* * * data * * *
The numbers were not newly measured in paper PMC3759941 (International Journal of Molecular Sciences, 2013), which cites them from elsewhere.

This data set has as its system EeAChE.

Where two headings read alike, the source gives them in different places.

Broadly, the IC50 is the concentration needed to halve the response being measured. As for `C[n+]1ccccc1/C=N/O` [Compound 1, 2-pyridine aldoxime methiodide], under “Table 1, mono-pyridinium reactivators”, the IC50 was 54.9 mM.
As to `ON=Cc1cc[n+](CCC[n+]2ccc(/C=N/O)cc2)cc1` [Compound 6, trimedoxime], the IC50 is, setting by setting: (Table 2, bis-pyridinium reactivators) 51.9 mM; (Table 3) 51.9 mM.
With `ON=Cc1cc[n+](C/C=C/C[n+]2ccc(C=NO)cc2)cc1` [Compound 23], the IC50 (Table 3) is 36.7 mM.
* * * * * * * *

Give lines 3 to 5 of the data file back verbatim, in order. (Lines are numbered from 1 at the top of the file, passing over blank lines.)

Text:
Where two headings read alike, the source gives them in different places.

Broadly, the IC50 is the concentration needed to halve the response being measured. As for `C[n+]1ccccc1/C=N/O` [Compound 1, 2-pyridine aldoxime methiodide], under “Table 1, mono-pyridinium reactivators”, the IC50 was 54.9 mM.
As to `ON=Cc1cc[n+](CCC[n+]2ccc(/C=N/O)cc2)cc1` [Compound 6, trimedoxime], the IC50 is, setting by setting: (Table 2, bis-pyridinium reactivators) 51.9 mM; (Table 3) 51.9 mM.